One of the main themes in nanotechnology is crystal morphology tinkering. The challenge is to take any inorganic crystalline material and come up with novel shapes at the nanolevel and of course built from the ground up. And in the field of heterogeneous catalysis any new metal catalyst morphology holds the promise of new catalytic activity. A fair share of the work concerns platinum as the next three examples from the recent literature illustrate. And what did you say the reducing agent was?
First up: the research group led by C.B. Murray (DOI). Their idea: as multifaceted crystals tend to grow from the faces with the highest energy and as surfactants can selectively adhere to a particular face lowering this energy, different surfactants can help to grow differently shaped nanocrystals. The advantage of using peptides as the surfactant component is that they can be tailored by their specific monomer sequence.
In their recipe chloroplatinic acid is reduced by two reducing agents: sodium borohydride and ascorbic acid. The first one (fast) is added as a single-shot and will initiate platinum nucleation as truncated tetrahedron. The second one takes it slower and reduction is continued with platinum atoms growing from the crystal face lowest in energy depending on what surfactant is used. The peptide Ac-Thr-Leu-Thr-Thr-Leu-ThrAsn-CONH2 for example produces cubes and Ac-Ser-Ser-Phe-Pro-Gln-Pro-Asn-CONH2 produces tetrahedrons. These peptides were selected from a large commercially available chemical library of peptides. Procedural details are fuzzy (journal editors: pay attention!) but the library (how big?) was exposed somehow to Pt cubes and octahedrons sythesised from established methods and in some manner the relative peptide affinity for either shapes was measured at some stage involving infecting Escherichia coli (no, the supplementary information did not help).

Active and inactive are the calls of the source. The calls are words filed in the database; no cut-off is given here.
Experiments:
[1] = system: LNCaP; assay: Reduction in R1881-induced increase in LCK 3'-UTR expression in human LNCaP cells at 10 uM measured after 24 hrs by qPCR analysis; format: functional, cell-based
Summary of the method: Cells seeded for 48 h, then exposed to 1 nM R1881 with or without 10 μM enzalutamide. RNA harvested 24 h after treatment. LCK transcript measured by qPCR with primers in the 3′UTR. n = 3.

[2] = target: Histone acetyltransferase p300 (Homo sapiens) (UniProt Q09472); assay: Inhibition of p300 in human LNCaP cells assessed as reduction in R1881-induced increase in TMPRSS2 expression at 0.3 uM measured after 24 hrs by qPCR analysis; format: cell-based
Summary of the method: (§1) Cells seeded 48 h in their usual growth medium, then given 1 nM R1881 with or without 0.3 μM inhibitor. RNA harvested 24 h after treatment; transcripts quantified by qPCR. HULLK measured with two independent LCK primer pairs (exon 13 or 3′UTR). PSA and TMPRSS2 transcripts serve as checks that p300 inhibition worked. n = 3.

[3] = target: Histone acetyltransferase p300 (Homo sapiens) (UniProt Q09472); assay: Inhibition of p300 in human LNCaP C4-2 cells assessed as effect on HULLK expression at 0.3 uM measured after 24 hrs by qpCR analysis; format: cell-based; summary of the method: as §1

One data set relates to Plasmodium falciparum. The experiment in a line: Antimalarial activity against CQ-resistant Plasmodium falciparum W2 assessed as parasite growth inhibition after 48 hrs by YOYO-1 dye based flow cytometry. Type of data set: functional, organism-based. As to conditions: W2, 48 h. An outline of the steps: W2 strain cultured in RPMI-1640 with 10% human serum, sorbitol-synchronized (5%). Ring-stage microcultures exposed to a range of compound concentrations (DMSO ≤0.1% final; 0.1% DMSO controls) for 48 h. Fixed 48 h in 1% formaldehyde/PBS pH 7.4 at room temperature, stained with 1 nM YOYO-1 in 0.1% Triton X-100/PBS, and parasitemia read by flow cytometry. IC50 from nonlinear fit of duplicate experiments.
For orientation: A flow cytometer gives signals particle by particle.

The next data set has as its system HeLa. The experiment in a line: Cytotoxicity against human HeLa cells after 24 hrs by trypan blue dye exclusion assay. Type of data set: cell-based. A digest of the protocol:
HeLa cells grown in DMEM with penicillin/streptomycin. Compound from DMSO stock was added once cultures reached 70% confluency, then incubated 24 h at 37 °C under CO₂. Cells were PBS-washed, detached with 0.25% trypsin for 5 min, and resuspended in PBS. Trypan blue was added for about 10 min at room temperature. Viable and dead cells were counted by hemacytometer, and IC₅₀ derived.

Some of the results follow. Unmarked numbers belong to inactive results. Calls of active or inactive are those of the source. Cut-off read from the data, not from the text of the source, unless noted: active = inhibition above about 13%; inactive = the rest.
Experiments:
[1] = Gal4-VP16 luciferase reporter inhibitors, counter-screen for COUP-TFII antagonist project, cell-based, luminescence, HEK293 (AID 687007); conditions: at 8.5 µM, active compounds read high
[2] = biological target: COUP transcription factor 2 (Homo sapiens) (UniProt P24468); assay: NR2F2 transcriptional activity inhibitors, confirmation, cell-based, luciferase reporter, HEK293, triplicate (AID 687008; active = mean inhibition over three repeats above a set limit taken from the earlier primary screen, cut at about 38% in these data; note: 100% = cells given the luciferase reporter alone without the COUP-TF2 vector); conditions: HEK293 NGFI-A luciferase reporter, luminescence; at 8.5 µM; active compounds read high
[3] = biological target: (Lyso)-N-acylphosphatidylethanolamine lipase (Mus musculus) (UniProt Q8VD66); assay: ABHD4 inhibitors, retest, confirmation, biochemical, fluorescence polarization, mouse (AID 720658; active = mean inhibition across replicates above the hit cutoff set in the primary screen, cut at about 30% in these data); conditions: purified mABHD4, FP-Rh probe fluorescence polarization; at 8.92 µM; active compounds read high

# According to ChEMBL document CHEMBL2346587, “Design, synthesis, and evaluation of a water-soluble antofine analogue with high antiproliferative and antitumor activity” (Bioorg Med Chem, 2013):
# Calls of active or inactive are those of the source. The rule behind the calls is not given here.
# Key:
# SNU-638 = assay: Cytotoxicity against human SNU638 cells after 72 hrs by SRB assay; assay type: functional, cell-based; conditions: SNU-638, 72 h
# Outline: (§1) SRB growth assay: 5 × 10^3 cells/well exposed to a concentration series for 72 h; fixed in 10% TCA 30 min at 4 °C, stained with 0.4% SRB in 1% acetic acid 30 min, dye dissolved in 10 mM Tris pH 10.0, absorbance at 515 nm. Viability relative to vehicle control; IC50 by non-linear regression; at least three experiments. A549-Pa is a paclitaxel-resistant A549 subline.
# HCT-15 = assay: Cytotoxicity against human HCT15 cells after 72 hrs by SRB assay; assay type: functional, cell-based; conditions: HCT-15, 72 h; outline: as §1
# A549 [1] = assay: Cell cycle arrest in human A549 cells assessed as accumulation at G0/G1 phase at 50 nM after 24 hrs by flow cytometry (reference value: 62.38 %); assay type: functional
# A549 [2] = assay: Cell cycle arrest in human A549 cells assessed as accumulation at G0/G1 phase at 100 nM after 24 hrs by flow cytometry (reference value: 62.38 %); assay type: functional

Another novel development is the platinum nanolawn as recently described by Shen et al (DOI). To create one apparently all you have to do is heat a solution of Na2Pt(OH)6 in water (chloroplatinic acid does not work) at 300°C on a titanium oxide surface. The resulting lawn density is 80 nanowires per 100 square micron, with wires diameter 34 nanometer and height up to 6 micron. Shen et al. claim platinum is reduced by electrons generated from TiO2, photocatalytically at first and then thermally. This is somewhat confusing since the whole procedure never mentions a light source.
In the meanwhile Cavaliere et al. (DOI) have been busy doing the opposite: TiO2 nanofibers covered by platinum. Take a solution of PVP (carrier polymer), Pt(II) 2,4-pentanedionate, titanium(IV)isopropoxide, niobium ethoxide (Nb doping required) and make fiber by electrospinning. Heating to 500°C removes the carrier polymer and deposits Pt nanoparticles as little nanobugs. Again the hunt was on for the nature of the reducing agent, trace alcohol left or carbon monoxide from polymer decomposition were suggested.